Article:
Students consolidate and communicate observations, decisions, conclusions, goals, choices, strategies, and/or solutions clearly, logically, and effectively by using correct terminology and expressing information/results orally, in writing, or through demonstration or performance tailored to audience needs. They collaborate with others to deepen learning.
As educators guide students through the Communicate component, they may refer to Figure 5 to give consideration to the planned level of student autonomy, taking into account student needs and educator comfort.
In the Communicate component of the inquiry process students “go public” with their learning and share their new understandings with others. Students can communicate their conclusions in various ways including oral, written, graphic, and/or multimedia forms. When presenting their conclusions in a meaningful way, students need to consider the following:
- The genre for presenting their information (e.g., oral, visual, written, multimedia, performance)
- Audience (e.g. audience, peers, teammate, younger students, educator, family, community member)
- Purpose (e.g., to inform, persuade, instruct, refute, or promote)
Students need to be able to use proper vocabulary in order to communicate effectively. This includes the specialized terminology in the Health and Physical Education curriculum (e.g., preparation, execution, follow-through) as well in the context of inquiry-based learning (e.g., assess, analyse, evaluate, synthesize). A student’s use or misuse of inquiry vocabulary provides information about further learning needs.
Teaching students the vocabulary associated with inquiry-based learning occurs throughout all of the stages of the inquiry process. Each stage of the inquiry process contains specific terminology, and a student’s understanding of such vocabulary will enhance their ability to use inquiry for learning. In Health and Physical Education, students communicate with their bodies as well as with words. Students learn to use non-verbal communication to share information and to interpret body language for a variety of purposes.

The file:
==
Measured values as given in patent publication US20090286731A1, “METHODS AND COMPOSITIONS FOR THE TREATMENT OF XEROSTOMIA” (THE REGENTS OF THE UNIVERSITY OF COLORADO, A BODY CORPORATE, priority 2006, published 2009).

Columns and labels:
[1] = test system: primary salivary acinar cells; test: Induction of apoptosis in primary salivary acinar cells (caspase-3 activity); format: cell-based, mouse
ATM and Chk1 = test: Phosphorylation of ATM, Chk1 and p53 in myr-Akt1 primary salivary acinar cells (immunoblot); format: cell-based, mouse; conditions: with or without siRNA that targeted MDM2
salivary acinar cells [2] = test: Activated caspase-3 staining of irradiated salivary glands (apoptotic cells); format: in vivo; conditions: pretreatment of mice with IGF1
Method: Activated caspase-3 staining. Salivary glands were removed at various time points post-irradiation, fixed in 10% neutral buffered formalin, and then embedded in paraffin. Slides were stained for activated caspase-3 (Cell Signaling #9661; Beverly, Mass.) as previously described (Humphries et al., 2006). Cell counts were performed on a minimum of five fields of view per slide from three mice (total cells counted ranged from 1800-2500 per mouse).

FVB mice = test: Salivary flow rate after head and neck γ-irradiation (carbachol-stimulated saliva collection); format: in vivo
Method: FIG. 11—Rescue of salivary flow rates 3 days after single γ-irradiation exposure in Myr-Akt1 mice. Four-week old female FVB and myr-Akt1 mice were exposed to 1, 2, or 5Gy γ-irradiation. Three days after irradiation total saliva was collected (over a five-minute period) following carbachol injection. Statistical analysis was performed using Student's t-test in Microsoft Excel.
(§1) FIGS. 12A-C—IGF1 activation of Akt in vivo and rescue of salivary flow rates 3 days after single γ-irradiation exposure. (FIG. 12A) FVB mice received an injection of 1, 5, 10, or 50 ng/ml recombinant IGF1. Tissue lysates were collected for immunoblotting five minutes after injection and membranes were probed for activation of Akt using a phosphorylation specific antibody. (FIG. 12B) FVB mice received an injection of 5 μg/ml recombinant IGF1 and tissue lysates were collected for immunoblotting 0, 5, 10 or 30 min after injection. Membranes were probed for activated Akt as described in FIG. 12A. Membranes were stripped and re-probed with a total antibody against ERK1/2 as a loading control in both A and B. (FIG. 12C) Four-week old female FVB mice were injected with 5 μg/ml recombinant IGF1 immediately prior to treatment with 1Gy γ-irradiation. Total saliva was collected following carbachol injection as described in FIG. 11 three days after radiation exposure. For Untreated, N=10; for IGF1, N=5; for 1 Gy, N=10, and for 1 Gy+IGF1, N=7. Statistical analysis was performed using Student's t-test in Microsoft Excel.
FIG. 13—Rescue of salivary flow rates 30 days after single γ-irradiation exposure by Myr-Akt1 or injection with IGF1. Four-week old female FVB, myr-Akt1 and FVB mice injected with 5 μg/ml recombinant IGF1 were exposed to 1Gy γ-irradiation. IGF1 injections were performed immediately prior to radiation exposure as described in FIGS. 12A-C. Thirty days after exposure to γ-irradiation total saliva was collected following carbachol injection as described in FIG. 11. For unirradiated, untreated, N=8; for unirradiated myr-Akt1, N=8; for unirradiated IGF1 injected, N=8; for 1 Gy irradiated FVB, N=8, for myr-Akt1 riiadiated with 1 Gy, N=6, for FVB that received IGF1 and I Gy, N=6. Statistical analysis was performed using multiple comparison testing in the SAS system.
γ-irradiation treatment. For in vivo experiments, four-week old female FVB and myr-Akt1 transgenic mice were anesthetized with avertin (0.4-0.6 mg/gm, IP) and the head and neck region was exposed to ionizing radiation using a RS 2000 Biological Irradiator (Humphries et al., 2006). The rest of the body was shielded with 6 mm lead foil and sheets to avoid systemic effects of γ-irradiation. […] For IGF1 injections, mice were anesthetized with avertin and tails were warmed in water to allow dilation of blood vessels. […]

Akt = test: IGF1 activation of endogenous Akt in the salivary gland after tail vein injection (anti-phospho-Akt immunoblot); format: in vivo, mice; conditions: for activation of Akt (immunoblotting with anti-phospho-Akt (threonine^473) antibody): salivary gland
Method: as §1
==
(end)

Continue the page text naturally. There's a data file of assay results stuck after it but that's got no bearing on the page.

Opportunities for students to practise and develop their communication skills can occur in various ways throughout the various components of the inquiry process, not only during the communicate stage. “Through purposeful talk, students not only learn to communicate information but also to explore and to understand ideas and concepts, identify and solve problems, organize their experience and knowledge, and express and clarify their thoughts, feelings, and opinions” 1. For example, students can:
- work in a group to brainstorm questions about a topic,
- turn and talk to a partner about the credibility of a source, and
- participate in a knowledge-building circle, telling the class what they discovered about using strategies during games play.
In Health and Physical Education, students communicate with words as well as with the body. Students learn to use non-verbal communication to share information and to interpret body language for a variety of purposes.
Offering multiple opportunities for students to talk about a range of topics (e.g., fitness, movement skills, game strategies, substance use, conflict resolution skills, decision making, goal setting, etc.) helps students to develop the oral communication skills needed to present their findings.
1 Ontario Ministry of Education. (2015a). The Ontario Curriculum, Grades 1 to 8: Health and Physical Education, 2015 (Rev. ed.). Retrieved from http://www.edu.gov.on.ca/eng/curriculum/elementary/health1to8.pdf. Ontario Ministry of Education. (2015b). The Ontario Curriculum, Grades 9 to 12: Health and Physical Education, 2015 (Rev. ed.). Retrieved from http://www.edu.gov.on.ca/eng/curriculum/secondary/health9to12.pdf